We Were The Boat: The Inside Story of an April Icon
April 15, 2020 by Extinction Rebellion
Over the ten miraculous days of the April Rebellion, London became host to some truly surreal and spectacular sights. But surely the most iconic of them all was the pink party boat moored to the tarmac of Oxford Circus.
With DJs on the deck, barnacles locked-on to the keel, and a sea of rebels dancing and leafleting and making speeches around its hull, the boat represented the entire XR ecosystem in one heaving, joyous, living entity.
Police officers danced, celebrities dropped in, love was in the air, and DJs played the sets of their lives – a 5 day rebel rave under summer skies that drew in thousands, was broken up peacefully, and where not a drop of alcohol was drunk.
How did such a beautiful, mad, impossible thing like that happen?
The truth is, it so nearly didn’t.
The final boat drop-off plan
The boat idea started out as a modest affair. The vessel would be as cheap as possible and the backdrop to a more traditional stage. The close-knit team of Rebellion organisers started asking around for ships in mid-February and traced a big old wooden one for free. Job done.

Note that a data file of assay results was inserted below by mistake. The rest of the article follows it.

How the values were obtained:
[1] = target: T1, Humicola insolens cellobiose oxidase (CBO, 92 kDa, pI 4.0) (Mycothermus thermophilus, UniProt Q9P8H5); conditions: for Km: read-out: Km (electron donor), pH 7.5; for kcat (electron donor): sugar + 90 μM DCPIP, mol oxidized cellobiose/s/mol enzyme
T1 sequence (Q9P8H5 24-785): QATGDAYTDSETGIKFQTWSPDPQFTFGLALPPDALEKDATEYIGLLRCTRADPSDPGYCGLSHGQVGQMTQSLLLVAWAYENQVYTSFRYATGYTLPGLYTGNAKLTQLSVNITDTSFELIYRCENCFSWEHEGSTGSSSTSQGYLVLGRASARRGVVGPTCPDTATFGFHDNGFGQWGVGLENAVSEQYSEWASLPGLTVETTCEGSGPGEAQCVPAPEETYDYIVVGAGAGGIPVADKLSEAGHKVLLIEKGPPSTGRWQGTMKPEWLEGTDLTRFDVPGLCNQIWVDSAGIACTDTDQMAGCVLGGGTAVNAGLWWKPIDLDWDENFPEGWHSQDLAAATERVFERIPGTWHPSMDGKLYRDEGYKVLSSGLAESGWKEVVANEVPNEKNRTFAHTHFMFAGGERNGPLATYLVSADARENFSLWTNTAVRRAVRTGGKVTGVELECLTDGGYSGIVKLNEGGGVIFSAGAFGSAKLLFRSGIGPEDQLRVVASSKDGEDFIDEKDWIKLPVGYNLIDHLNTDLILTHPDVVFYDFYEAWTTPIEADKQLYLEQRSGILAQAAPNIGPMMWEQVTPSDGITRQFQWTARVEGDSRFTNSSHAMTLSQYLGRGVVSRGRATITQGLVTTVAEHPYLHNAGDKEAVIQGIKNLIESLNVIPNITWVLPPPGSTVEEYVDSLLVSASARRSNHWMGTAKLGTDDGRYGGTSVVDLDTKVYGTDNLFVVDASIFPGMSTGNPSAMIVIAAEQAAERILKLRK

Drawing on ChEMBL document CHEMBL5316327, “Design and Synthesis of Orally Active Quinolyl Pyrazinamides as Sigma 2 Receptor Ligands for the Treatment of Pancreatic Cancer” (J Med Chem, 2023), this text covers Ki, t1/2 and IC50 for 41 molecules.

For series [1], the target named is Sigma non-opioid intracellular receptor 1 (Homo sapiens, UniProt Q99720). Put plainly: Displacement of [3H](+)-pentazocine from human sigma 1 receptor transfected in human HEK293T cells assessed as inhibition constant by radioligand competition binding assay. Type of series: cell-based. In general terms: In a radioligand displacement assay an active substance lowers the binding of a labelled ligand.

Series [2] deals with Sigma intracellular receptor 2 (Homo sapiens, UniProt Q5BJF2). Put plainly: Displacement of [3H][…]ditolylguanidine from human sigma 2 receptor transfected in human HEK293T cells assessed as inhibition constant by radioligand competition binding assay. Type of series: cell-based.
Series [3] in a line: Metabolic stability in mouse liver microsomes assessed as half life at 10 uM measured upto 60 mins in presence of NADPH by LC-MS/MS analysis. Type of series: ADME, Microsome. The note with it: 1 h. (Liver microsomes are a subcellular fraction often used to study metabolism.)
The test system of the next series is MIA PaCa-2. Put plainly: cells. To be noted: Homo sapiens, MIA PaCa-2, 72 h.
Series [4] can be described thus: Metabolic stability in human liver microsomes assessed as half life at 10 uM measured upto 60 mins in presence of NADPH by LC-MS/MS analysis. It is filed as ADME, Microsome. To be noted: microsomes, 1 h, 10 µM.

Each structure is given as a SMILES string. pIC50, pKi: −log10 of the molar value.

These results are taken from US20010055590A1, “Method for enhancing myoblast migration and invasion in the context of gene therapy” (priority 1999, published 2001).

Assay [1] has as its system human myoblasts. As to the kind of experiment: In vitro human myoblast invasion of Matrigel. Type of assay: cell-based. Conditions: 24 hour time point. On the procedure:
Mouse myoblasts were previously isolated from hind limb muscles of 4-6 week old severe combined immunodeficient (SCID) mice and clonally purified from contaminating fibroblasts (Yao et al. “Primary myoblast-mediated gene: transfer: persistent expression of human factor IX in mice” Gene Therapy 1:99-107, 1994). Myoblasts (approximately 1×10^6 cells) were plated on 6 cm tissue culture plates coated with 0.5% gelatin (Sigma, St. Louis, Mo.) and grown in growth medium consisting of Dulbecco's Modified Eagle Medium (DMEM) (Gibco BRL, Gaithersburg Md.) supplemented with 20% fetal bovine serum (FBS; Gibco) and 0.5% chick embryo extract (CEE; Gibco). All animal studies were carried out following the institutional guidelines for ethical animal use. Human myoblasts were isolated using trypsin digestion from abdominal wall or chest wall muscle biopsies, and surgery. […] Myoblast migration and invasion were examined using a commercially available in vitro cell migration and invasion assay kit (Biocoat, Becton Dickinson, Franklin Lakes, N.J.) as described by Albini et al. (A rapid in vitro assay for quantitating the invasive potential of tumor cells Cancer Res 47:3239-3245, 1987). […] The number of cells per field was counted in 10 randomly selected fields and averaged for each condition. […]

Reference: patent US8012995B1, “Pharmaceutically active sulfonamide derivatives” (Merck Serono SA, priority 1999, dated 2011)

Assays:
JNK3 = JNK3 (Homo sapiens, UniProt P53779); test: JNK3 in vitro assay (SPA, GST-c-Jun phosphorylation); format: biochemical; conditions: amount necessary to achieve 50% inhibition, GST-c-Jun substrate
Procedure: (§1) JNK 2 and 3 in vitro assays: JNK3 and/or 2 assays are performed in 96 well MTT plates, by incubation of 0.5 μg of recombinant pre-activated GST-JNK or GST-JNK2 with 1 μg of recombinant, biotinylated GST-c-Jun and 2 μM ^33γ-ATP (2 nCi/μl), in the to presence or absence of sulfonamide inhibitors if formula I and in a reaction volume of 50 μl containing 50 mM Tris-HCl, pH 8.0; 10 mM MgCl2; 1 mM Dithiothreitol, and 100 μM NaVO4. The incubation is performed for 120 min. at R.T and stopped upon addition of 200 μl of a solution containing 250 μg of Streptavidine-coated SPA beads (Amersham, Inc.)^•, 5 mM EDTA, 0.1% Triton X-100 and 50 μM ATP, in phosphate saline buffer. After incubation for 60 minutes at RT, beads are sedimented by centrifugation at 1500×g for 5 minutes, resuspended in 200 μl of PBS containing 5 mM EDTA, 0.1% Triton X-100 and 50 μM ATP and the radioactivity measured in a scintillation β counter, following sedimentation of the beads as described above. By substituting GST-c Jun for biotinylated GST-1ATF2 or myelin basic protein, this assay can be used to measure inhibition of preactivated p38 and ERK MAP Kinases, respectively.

Then a week before the April Rebellion, the wooden vessel fell through. The organisers had no choice but to frantically start shopping for boats online.
But they were bid-shy in the eBay auctions and when they eventually did settle on one they liked, one rebel with a slither of sailing experience, who we shall call J, was inspired to speak out.
“The boat was whack! It was cheap but it was all wrong.”
From hereon, with just 7 days to go, it was J who took on the boat project. He knew it had to be a sailing boat not a motor boat. And he knew it needed to have a big keel so it would sit up high on its trailer and everyone would be able to see it.
“I had this image in my mind of a big sailing yacht with the heads of the people in the crowd reaching the waterline so it looked like it was floating on a sea of people.”
The fated auction for the pre-pink boat.
J put low-ball bids on ten sailing yachts and karma played its first beautiful hand. The seller of one of the boats had cocked up his auction, setting it to end far sooner than he intended. J’s low-ball offer won and the 21ft vessel was his for £750 – a third of the going rate.
Better yet, while the other ships needed picking up from places like Falmouth, or Scotland, this one was in Wembley.